Gearing up for a 'summer climb'. Note the frozen stream!
I must admit; I love the mountains under a mantle of snow and I love being amongst them; whether it’s simply walking over the tops or thrashing up a white frozen gully. However, the strange thing is, I’ve never been passionate about winter climbing in the same way as I’ve loved pure rock climbing. Given the choice between a winter climb or wrapping up and doing a pure rock climb summer style in winter then I’d choose the later every time.
Time was when my climbing season never ended. November often provided beautiful autumnal days when I’ve been in my T shirt-not this year!- and I’ve done routes in December, January, February and March; even on the coldest days. I know I’m not alone in this of course. Read any old timers account of their climbing days and they record climbing in all conditions and all times of the year.
These days though, people climbing in winter are the exception rather than the rule. Cheap flights to sunnier climes, indoor wall climbing, the popularity of skiing and mountain biking and of course the popularity of UK snow and ice climbing-conditions allowing- have all contributed to the gradual decline of rock activists out and about in the winter months.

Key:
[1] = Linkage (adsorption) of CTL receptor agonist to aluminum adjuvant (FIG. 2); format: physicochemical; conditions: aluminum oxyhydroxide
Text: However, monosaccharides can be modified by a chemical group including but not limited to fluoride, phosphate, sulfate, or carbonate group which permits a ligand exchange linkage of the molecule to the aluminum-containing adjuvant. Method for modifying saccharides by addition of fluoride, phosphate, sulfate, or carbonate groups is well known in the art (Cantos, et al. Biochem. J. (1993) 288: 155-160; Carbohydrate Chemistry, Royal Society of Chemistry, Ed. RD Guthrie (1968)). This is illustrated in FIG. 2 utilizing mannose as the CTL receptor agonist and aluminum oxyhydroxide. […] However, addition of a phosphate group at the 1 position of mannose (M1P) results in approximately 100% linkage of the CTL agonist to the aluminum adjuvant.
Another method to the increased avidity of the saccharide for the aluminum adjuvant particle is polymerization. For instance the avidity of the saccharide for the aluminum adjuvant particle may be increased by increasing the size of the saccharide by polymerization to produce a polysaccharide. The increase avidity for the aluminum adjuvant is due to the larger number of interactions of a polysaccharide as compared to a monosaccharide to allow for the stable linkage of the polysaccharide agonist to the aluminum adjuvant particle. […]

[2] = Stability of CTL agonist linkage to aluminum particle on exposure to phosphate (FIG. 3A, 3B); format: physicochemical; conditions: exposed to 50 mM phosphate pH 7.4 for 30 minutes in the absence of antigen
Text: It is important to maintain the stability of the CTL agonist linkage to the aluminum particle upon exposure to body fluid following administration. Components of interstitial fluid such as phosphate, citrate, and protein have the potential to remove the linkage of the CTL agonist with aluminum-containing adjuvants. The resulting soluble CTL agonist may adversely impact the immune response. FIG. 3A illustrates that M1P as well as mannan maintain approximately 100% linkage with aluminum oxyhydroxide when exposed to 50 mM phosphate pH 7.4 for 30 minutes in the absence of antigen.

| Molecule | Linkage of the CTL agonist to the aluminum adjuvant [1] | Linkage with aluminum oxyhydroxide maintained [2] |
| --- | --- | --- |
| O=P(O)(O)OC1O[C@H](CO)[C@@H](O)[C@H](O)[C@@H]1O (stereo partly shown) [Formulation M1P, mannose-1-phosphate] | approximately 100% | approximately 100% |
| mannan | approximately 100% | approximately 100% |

With the next Carneddau guidebook being pulled together at the moment, I was racking my brains trying to think of an obscure climb I did with Scott Lloyd one bitterly cold day in the 90’s, on Braich ty Du above Ogwen Cottage? Rooting through some photo prints this morning I found some images from the day, although it hasn’t helped me remember the route name. The images show a frozen gully stream and the pair of us wrapped up and climbing in gloves. I think the route was about HS and had at least four pitches. Unusual hereabouts as most routes on Braich ty Du are only one or two pitches.
We finished late afternoon with the sun disappearing and I remember trying to squeeze feet that had been numbed inside rock boots into walking boots and not having any feeling in them whatsoever! We stumbled blindly down the rough frozen ground back to the car and didn’t warm up until we were virtually back home in north east Wales. Shaken and stirred with ice!